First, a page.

Chiropractic is a complementary and alternative medicine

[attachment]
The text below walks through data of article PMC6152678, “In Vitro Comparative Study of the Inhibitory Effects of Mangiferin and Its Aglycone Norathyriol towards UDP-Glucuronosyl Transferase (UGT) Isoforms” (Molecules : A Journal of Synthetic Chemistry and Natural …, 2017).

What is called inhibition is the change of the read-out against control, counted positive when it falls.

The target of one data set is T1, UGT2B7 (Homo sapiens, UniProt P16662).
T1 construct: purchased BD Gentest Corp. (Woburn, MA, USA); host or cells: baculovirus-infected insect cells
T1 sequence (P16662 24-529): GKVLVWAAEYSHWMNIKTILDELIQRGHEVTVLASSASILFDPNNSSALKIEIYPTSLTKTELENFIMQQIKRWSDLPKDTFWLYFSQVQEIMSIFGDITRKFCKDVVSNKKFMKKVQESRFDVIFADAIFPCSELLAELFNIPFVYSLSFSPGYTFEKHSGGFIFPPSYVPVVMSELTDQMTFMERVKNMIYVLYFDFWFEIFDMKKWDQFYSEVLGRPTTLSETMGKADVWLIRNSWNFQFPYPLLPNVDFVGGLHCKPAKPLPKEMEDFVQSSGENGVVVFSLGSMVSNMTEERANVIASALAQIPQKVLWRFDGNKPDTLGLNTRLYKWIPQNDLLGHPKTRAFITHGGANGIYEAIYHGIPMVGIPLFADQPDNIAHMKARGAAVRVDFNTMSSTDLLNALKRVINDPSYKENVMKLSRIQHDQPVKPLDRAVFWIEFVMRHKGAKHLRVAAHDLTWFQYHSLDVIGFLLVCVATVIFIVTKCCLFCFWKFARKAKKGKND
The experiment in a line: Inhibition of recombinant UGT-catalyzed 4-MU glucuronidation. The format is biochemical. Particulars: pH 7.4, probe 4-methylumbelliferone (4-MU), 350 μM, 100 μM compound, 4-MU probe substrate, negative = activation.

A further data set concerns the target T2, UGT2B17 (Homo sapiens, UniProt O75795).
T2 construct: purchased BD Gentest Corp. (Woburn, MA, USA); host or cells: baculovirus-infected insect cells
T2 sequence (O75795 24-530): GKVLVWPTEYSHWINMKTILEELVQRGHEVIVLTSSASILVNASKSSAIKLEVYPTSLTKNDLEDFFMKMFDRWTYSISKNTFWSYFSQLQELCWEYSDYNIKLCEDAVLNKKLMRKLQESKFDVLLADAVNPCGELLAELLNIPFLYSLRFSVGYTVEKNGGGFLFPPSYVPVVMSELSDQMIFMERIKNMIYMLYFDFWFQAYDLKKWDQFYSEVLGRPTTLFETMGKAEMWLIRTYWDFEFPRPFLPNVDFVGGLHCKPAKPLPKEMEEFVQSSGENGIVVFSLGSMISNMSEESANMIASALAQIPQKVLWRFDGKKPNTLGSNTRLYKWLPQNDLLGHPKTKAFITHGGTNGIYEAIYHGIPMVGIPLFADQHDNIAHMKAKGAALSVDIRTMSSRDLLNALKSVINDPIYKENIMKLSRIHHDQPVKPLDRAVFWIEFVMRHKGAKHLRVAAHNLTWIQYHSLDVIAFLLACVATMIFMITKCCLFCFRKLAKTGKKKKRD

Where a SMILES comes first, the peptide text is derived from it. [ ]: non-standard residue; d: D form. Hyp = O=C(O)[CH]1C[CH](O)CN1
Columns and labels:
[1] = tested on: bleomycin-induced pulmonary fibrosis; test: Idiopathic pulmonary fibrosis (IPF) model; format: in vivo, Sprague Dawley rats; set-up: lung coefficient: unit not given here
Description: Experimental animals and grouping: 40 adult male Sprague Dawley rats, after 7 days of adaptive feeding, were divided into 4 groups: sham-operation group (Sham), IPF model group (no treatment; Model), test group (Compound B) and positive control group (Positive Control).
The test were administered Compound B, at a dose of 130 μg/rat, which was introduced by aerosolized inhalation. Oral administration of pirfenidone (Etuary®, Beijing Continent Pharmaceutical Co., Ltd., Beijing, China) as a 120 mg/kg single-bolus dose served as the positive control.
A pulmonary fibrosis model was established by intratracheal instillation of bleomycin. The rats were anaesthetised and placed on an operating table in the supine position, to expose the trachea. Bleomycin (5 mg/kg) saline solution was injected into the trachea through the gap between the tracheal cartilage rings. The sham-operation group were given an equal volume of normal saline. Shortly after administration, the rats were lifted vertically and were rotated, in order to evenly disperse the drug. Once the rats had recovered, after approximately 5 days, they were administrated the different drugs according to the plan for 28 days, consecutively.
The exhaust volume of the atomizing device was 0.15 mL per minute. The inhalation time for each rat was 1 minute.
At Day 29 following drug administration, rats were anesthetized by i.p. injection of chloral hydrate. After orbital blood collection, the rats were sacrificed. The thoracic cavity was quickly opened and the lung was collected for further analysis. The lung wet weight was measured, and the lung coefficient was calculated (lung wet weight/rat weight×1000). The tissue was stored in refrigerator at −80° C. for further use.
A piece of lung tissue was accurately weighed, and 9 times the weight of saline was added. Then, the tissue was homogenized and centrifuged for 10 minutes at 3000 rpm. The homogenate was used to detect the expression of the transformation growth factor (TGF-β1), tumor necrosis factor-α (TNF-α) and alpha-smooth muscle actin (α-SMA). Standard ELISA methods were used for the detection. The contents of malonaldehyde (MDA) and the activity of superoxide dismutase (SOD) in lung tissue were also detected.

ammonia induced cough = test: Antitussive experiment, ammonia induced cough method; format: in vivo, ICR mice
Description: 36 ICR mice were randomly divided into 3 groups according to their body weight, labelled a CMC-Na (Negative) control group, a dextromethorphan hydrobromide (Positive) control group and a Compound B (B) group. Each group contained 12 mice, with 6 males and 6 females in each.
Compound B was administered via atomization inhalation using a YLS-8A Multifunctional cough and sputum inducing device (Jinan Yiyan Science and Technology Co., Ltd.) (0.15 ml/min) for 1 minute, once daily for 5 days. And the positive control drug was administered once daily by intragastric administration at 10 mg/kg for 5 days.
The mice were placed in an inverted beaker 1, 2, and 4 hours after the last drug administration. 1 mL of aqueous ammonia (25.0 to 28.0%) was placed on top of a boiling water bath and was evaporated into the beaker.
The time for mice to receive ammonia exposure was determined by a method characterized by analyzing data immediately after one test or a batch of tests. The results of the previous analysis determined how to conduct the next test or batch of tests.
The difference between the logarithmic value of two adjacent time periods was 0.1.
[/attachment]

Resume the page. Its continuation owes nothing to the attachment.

Chiropractic is a complementary and alternative medicine[1] health care profession concerned with the diagnosis, treatment and prevention of disorders of the neuromusculoskeletal system and the effects of these disorders on general health.[2] Chiropractors emphasize manual and manipulative therapy for the treatment ofvertebral subluxations. Currently, chiropractors practice in over 100 countries in all regions of the world, however chiropractors are most prevalent in North AmericaAustraliaand parts of Europe.[2][3] Most people who seek chiropractic care do so for low back pain.[4] Chiropractic was founded in 1895 by magnetic healerD.D. Palmer, in Davenport, Iowa, United States. Chiropractic theory on spinal joint dysfunction and its putative role in non-musculoskeletal disease has been a source of controversy since its inception in 1895. The controversy is due in part to chiropractic’s vitalistic and metaphysical origins, and use of terminology that is not always amenable to scientific investigation.[5] Far reaching claims and lack of scientific evidence supporting spinal dysfunction/subluxation as the sole cause of disease has led to a critical evaluation of a central tenet of chiropractic and the appropriateness of the profession’s role in treating a broad spectrum of disorders that are unrelated to the neuromusculoskeletal system.[6] Although there is external and internal debate within the chiropractic profession regarding the clinical significance of joint dysfunction/subluxation,[7] the manipulable lesion remains inextricably linked to the profession as basis for spinal manipulation.[8] The scientific consensus is that chiropractic may be on a par with other manual therapies for some musculoskeletal conditions such as lower back pain, but that there is no credible evidence or mechanism for effects on other conditions, and some evidence of severe adverse effects from cervical vertebral manipulation.[9] The ideas of innate intelligence and the chiropractic subluxation are regarded as pseudoscience.[10]

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